Research released Monday on national attitudes regarding LGBT rights finds a slim majority in favor of marriage equality, yet a solid consensus on employment protections and adoption rights.
People in areas of the country with the least LGBT protections also appear to be more progressive than their elected officials, according to the recent survey, conducted by Anna Greenberg of Greenberg Quinlan Rosner Research and commissioned by the Human Rights Campaign. Seventy-three percent of respondents in the South, for example, said they support employment protections for LGBT people, even though the vast majority of the region lacks state statutes banning such discrimination (78% of Midwest residents polled also support employment protections).
The national survey of 900 adults found 51% support for marriage rights; 58% further favor extending equal federal benefits to same-sex couples who have married in states where it's legal to do so. (Click here for a poll summary.)
Perhaps most topical, given recent news on the 2012 presidential campaign trail, the survey found that only 24% of those polled believed that prayer-focused "reparative therapy" could change a person's sexual orientation.
Widespread dismissal of the controversial form of therapy tracks consensus in the medical and mental health establishments: The American Psychological Association, for example, passed a 2009 resolution advising mental health professionals to avoid telling clients that sexual orientation can be changed through therapeutic methods.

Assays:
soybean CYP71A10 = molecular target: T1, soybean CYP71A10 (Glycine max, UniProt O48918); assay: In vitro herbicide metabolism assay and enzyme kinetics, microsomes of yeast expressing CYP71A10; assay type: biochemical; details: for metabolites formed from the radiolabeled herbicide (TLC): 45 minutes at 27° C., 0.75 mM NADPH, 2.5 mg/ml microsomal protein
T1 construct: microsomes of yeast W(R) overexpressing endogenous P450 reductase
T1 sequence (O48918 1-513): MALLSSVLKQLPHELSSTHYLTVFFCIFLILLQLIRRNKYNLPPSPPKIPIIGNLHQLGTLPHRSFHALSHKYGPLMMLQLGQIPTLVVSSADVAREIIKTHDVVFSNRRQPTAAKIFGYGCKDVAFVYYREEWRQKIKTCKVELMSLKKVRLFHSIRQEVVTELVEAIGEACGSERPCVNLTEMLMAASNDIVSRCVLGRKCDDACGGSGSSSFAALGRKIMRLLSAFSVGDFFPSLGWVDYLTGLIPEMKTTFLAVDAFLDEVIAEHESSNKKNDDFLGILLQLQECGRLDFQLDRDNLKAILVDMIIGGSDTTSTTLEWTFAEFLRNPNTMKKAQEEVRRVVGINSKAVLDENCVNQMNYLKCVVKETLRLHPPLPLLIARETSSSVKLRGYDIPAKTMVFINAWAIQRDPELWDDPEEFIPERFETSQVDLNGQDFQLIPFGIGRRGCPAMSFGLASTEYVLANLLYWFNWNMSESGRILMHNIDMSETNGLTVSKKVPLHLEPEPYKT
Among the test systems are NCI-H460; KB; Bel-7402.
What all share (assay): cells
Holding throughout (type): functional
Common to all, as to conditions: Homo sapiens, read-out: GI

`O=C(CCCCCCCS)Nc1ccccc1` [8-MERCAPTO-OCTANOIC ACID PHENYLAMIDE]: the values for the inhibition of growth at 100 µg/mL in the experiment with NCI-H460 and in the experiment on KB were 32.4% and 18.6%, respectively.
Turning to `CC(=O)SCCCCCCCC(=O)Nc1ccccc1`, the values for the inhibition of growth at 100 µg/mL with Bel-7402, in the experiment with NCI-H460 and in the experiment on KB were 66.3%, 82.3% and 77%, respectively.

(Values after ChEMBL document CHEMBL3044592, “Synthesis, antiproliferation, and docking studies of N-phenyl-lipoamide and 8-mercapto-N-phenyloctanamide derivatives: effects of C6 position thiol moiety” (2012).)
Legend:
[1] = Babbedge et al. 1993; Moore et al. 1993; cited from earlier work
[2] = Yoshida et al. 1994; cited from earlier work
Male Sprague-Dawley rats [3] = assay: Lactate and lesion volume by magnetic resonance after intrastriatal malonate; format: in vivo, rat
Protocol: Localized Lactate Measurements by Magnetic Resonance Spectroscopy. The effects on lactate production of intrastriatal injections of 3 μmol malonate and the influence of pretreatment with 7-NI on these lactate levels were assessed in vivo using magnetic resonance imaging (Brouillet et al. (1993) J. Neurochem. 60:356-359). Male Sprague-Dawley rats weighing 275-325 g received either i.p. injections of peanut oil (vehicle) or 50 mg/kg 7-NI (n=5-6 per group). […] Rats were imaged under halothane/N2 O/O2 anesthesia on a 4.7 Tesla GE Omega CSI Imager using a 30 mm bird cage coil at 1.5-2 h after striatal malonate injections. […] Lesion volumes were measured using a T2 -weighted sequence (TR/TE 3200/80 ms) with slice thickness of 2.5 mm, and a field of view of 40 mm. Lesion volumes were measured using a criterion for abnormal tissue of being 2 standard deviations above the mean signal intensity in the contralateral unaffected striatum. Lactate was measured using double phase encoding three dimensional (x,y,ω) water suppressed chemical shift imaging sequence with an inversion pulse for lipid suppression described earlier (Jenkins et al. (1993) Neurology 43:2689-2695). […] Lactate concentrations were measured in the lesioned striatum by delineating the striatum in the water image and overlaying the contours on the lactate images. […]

The survey kicks off an HRC 17-city tour beginning August 12 in Salt Lake City and continuing through states with some of the least protections for LGBT people in the nation.
HRC spokesman Michael Cole-Schwartz said the bus tour will focus on what LGBT individuals can do to protect themselves and their families, such as drafting medical decision documents, advocating for domestic-partner benefits with an employer, and lobbying for antibullying curriculum in schools. LGBT experts involved in the tour will include Family Acceptance Project director Caitlin Ryan, who will participate in Salt Lake City and Omaha events.
"We are in the midst of a cultural tipping point on lesbian, gay, bisexual, and transgender issues, and our job is to push the scale as far and as fast as we can toward fairness," HRC president Joe Solmonese said Monday of the tour, which ends October 30 in Orlando, Fla. (info on the campaign available here).
Multiple mainstream polls have indicated that cultural tipping point on marriage equality in the past year. According to an ABC News/Washington Post survey in March, 53% of Americans said that gays should have the right to marry -- a double-digit shift in support from an identical poll in 2006.